Computer technology has come a long way since the early days. Super-fast processors and massive storage space are a couple of specs that have been greatly improved over the years.
You can even get a light-weight laptop that is faster and more powerful than what you would have found in a bulky desktop in the early 1990s. The battery life of a laptop has also made major strides. At least that’s what some manufacturers would like us to believe, but are they being honest?
Are laptop manufacturers exaggerating battery life?
When you’re in the market for a new laptop, hard drive capacity, processor speed, system memory (RAM) and battery life are some of the major factors that help make your decision. It turns out that several of the top manufacturers are exaggerating its laptop battery life.
A recent study by Which? shows that many of the top manufacturers are overstating the amount of time its battery will last between charges. In some cases, the estimated battery life was almost double what the actual battery life was.
Over the past year, Which? tested 67 laptop models from seven manufacturers. Researchers completed these tests by draining the battery from full charge until it died, at least three times for every laptop. Testing involved browsing the internet over Wi-Fi and watching movies until the battery shut down.
Out of the seven laptop manufacturers tested, Apple was the only one to meet expectations. In fact, Apple exceeded its battery life expectation of 10 hours by lasting an average of 10 hours and 15 minutes. Here is a comparison chart of each company’s claimed battery life versus its actual battery life.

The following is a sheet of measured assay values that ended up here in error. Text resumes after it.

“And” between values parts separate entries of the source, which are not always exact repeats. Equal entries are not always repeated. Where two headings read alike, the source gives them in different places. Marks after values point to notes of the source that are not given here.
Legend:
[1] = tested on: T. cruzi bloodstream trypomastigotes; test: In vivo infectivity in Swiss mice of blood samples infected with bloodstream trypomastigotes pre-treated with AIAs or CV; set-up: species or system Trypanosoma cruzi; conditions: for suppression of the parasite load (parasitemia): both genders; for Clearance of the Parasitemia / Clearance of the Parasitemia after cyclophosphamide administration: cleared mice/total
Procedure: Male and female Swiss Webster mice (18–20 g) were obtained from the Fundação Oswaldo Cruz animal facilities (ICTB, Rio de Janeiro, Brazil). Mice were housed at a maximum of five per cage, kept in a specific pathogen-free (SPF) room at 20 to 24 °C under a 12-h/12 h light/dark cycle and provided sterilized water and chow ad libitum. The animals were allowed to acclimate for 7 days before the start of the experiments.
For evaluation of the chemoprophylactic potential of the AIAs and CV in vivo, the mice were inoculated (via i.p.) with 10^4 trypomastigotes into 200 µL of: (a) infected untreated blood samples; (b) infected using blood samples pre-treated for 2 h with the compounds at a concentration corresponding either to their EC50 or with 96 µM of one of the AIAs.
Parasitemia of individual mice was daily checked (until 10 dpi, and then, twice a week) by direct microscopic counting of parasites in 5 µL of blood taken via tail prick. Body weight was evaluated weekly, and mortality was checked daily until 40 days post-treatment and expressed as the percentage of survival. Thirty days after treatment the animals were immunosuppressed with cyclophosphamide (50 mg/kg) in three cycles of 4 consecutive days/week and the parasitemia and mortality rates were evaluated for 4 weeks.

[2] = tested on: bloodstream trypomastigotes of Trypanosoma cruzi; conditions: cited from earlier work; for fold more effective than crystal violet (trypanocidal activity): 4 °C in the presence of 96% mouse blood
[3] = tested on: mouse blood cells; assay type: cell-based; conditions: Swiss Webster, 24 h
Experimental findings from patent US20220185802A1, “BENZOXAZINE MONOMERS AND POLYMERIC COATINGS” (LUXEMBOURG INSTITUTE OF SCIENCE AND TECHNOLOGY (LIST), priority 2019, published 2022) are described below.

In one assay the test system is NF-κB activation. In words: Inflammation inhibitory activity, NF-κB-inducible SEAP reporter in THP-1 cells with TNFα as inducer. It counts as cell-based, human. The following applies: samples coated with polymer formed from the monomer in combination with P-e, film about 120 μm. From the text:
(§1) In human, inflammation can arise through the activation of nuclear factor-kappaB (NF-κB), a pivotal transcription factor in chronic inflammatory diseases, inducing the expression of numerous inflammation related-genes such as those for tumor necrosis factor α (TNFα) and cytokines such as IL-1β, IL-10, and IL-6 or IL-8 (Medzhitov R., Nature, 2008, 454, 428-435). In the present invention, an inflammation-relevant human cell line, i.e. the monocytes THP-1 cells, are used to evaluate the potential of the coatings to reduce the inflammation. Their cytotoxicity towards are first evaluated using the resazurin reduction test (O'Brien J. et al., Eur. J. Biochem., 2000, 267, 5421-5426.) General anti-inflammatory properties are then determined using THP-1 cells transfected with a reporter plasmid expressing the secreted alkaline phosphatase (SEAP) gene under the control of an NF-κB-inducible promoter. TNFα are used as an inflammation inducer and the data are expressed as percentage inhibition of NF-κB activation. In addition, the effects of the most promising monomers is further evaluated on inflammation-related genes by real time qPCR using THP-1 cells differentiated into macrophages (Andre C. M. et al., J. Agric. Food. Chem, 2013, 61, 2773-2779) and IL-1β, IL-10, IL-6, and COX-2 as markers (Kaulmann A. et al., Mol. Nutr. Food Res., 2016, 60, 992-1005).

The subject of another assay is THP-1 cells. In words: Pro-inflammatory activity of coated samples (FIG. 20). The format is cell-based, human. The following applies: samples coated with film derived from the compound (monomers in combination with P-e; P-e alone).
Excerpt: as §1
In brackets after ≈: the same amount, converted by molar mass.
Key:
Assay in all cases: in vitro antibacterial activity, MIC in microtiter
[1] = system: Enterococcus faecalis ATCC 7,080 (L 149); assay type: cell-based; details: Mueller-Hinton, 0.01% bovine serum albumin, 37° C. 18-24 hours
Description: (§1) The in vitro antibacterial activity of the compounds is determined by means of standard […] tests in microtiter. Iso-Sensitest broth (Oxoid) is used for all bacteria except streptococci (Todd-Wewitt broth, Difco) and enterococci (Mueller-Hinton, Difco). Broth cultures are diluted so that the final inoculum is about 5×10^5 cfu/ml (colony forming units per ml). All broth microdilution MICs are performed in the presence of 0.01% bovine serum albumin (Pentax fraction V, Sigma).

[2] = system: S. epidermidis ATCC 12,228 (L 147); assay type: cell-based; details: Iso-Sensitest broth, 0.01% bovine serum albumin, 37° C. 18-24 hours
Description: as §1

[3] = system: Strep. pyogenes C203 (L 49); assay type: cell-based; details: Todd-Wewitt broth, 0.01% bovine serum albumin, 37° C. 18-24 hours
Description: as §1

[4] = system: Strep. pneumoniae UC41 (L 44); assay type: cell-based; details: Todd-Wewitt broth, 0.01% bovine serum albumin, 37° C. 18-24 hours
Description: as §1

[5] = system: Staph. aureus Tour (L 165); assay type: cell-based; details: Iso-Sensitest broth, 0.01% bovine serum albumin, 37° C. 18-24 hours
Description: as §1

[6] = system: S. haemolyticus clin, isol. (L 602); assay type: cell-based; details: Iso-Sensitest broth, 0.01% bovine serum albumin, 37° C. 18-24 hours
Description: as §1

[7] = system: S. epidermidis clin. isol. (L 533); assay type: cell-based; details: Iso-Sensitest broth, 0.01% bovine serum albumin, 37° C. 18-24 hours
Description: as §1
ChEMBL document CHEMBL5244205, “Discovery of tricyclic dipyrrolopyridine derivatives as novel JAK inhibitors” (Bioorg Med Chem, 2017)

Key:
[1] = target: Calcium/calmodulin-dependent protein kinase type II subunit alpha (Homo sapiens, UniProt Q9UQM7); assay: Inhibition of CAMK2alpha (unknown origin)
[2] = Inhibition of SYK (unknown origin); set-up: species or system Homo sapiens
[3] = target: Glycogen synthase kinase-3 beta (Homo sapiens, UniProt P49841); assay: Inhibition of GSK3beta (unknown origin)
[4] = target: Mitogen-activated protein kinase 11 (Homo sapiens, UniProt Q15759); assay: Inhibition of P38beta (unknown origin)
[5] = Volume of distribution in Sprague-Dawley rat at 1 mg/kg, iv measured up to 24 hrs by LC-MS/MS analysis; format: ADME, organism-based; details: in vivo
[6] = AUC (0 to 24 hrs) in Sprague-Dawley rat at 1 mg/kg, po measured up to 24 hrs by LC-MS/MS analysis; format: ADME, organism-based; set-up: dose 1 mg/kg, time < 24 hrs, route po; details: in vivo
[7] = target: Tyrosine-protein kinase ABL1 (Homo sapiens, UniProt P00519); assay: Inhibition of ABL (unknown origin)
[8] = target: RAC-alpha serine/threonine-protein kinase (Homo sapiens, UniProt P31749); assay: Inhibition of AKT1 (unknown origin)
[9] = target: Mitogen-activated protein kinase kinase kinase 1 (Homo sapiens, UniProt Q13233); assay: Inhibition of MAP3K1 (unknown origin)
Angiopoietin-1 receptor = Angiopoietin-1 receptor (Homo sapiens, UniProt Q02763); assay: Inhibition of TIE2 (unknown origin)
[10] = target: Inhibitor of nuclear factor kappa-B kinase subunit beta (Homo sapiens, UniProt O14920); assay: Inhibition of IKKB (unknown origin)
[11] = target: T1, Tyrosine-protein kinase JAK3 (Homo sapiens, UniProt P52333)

|Claimed battery life||10 hours||7 hours 53 minutes||10 hours 12 minutes||9 hours 15 minutes||9 hours 48 minutes||6 hours 41 minutes||7 hours 58 minutes|
Actual average battery life
|10 hours 15 minutes||5 hours 59 minutes||6 hours 53 minutes||5 hours 12 minutes||5 hours 2 minutes||4 hours 34 minutes||4 hours 45 minutes|
As you can see from the chart, Dell and HP were the worst offenders. Both companies’ actual battery life fell well short of its claims.
In response to this study, Dell told Which?, “It’s difficult to give a specific battery life expectation that will directly correlate to all customer usage behaviors because every individual uses their PC differently. It’s similar to how different people driving the same car will get different gas mileage depending on how they drive.”
HP said setting selections like screen resolution will impact battery life, making it different for each user.
Here are some specific model test results:
- Apple MacBook Pro 13 – Claimed battery life: 10 hours. Actual battery life: 12 hours
- Dell Inspiron 15 5000 – Claimed battery life: 7 hours. Actual battery life: 3 hours 58 minutes
- HP Pavilion 14-al115na – Claimed battery life: 9 hours. Actual battery life: 4 hours 25 minutes
- Lenovo Yoga 510 – Claimed battery life: 5 hours. Actual battery life: 2 hours 7 minutes
Battery life probably isn’t the ultimate feature that you’re basing your purchasing decision on, but it is good to know how companies stack up. Start by finding the best features that fit your needs and go from there.